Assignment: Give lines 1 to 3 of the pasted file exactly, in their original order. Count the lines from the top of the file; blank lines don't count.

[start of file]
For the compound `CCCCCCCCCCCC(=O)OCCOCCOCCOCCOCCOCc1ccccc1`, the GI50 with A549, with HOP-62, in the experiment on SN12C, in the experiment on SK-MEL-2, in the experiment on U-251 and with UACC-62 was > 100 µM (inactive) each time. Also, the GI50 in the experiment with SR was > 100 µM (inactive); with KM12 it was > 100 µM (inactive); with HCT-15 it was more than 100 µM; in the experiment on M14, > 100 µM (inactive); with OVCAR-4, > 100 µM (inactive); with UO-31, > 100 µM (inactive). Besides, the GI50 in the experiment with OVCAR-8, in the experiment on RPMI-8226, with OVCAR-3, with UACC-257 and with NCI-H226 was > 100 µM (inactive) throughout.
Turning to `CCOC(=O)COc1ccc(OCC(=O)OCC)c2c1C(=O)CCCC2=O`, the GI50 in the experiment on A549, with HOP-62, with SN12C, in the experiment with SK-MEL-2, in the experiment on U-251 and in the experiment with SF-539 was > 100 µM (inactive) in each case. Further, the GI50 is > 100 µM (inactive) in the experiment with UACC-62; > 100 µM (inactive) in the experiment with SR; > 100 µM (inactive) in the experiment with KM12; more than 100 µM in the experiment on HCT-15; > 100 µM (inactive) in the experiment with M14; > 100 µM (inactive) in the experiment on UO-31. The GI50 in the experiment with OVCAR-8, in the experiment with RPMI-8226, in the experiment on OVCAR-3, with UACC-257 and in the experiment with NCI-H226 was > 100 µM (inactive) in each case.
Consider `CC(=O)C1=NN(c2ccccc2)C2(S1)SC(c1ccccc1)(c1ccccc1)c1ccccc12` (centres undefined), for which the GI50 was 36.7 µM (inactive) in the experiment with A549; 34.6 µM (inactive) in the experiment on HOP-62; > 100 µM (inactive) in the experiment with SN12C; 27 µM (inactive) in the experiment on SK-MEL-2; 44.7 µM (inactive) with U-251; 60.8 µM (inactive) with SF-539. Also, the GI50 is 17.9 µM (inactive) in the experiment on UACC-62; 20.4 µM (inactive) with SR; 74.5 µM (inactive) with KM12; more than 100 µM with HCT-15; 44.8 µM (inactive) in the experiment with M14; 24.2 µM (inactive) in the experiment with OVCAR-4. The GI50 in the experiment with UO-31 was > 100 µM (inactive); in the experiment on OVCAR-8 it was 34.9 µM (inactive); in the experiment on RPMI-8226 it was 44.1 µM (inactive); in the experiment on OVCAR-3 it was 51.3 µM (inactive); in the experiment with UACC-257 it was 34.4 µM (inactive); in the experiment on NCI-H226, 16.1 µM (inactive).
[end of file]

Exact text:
For the compound `CCCCCCCCCCCC(=O)OCCOCCOCCOCCOCCOCc1ccccc1`, the GI50 with A549, with HOP-62, in the experiment on SN12C, in the experiment on SK-MEL-2, in the experiment on U-251 and with UACC-62 was > 100 µM (inactive) each time. Also, the GI50 in the experiment with SR was > 100 µM (inactive); with KM12 it was > 100 µM (inactive); with HCT-15 it was more than 100 µM; in the experiment on M14, > 100 µM (inactive); with OVCAR-4, > 100 µM (inactive); with UO-31, > 100 µM (inactive). Besides, the GI50 in the experiment with OVCAR-8, in the experiment on RPMI-8226, with OVCAR-3, with UACC-257 and with NCI-H226 was > 100 µM (inactive) throughout.
Turning to `CCOC(=O)COc1ccc(OCC(=O)OCC)c2c1C(=O)CCCC2=O`, the GI50 in the experiment on A549, with HOP-62, with SN12C, in the experiment with SK-MEL-2, in the experiment on U-251 and in the experiment with SF-539 was > 100 µM (inactive) in each case. Further, the GI50 is > 100 µM (inactive) in the experiment with UACC-62; > 100 µM (inactive) in the experiment with SR; > 100 µM (inactive) in the experiment with KM12; more than 100 µM in the experiment on HCT-15; > 100 µM (inactive) in the experiment with M14; > 100 µM (inactive) in the experiment on UO-31. The GI50 in the experiment with OVCAR-8, in the experiment with RPMI-8226, in the experiment on OVCAR-3, with UACC-257 and in the experiment with NCI-H226 was > 100 µM (inactive) in each case.
Consider `CC(=O)C1=NN(c2ccccc2)C2(S1)SC(c1ccccc1)(c1ccccc1)c1ccccc12` (centres undefined), for which the GI50 was 36.7 µM (inactive) in the experiment with A549; 34.6 µM (inactive) in the experiment on HOP-62; > 100 µM (inactive) in the experiment with SN12C; 27 µM (inactive) in the experiment on SK-MEL-2; 44.7 µM (inactive) with U-251; 60.8 µM (inactive) with SF-539. Also, the GI50 is 17.9 µM (inactive) in the experiment on UACC-62; 20.4 µM (inactive) with SR; 74.5 µM (inactive) with KM12; more than 100 µM with HCT-15; 44.8 µM (inactive) in the experiment with M14; 24.2 µM (inactive) in the experiment with OVCAR-4. The GI50 in the experiment with UO-31 was > 100 µM (inactive); in the experiment on OVCAR-8 it was 34.9 µM (inactive); in the experiment on RPMI-8226 it was 44.1 µM (inactive); in the experiment on OVCAR-3 it was 51.3 µM (inactive); in the experiment with UACC-257 it was 34.4 µM (inactive); in the experiment on NCI-H226, 16.1 µM (inactive).